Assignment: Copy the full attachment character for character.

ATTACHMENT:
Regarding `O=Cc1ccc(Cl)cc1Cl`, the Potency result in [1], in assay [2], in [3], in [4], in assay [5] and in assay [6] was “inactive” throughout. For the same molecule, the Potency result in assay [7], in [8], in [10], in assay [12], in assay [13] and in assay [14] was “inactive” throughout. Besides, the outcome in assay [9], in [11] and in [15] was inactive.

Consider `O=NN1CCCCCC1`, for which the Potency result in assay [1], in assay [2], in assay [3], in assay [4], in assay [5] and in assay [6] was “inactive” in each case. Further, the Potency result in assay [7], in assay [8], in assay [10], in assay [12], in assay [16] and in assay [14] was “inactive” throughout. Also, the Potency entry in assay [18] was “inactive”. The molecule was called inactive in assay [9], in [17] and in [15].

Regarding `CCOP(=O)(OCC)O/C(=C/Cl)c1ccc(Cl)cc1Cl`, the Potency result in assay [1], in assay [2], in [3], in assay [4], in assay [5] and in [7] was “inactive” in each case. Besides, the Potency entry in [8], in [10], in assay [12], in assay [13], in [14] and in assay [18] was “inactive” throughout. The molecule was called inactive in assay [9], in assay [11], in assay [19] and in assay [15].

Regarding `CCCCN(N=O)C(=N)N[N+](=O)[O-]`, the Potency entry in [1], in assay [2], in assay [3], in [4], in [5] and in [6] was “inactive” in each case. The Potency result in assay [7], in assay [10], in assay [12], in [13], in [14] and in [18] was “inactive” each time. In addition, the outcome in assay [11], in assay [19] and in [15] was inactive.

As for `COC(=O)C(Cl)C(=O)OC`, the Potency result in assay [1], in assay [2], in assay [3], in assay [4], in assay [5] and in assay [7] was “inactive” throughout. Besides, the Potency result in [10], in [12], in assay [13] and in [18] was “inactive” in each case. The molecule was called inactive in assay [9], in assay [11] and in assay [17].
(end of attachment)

Regarding `O=Cc1ccc(Cl)cc1Cl`, the Potency result in [1], in assay [2], in [3], in [4], in assay [5] and in assay [6] was “inactive” throughout. For the same molecule, the Potency result in assay [7], in [8], in [10], in assay [12], in assay [13] and in assay [14] was “inactive” throughout. Besides, the outcome in assay [9], in [11] and in [15] was inactive.

Consider `O=NN1CCCCCC1`, for which the Potency result in assay [1], in assay [2], in assay [3], in assay [4], in assay [5] and in assay [6] was “inactive” in each case. Further, the Potency result in assay [7], in assay [8], in assay [10], in assay [12], in assay [16] and in assay [14] was “inactive” throughout. Also, the Potency entry in assay [18] was “inactive”. The molecule was called inactive in assay [9], in [17] and in [15].

Regarding `CCOP(=O)(OCC)O/C(=C/Cl)c1ccc(Cl)cc1Cl`, the Potency result in assay [1], in assay [2], in [3], in assay [4], in assay [5] and in [7] was “inactive” in each case. Besides, the Potency entry in [8], in [10], in assay [12], in assay [13], in [14] and in assay [18] was “inactive” throughout. The molecule was called inactive in assay [9], in assay [11], in assay [19] and in assay [15].

Regarding `CCCCN(N=O)C(=N)N[N+](=O)[O-]`, the Potency entry in [1], in assay [2], in assay [3], in [4], in [5] and in [6] was “inactive” in each case. The Potency result in assay [7], in assay [10], in assay [12], in [13], in [14] and in [18] was “inactive” each time. In addition, the outcome in assay [11], in assay [19] and in [15] was inactive.

As for `COC(=O)C(Cl)C(=O)OC`, the Potency result in assay [1], in assay [2], in assay [3], in assay [4], in assay [5] and in assay [7] was “inactive” throughout. Besides, the Potency result in [10], in [12], in assay [13] and in [18] was “inactive” in each case. The molecule was called inactive in assay [9], in assay [11] and in assay [17].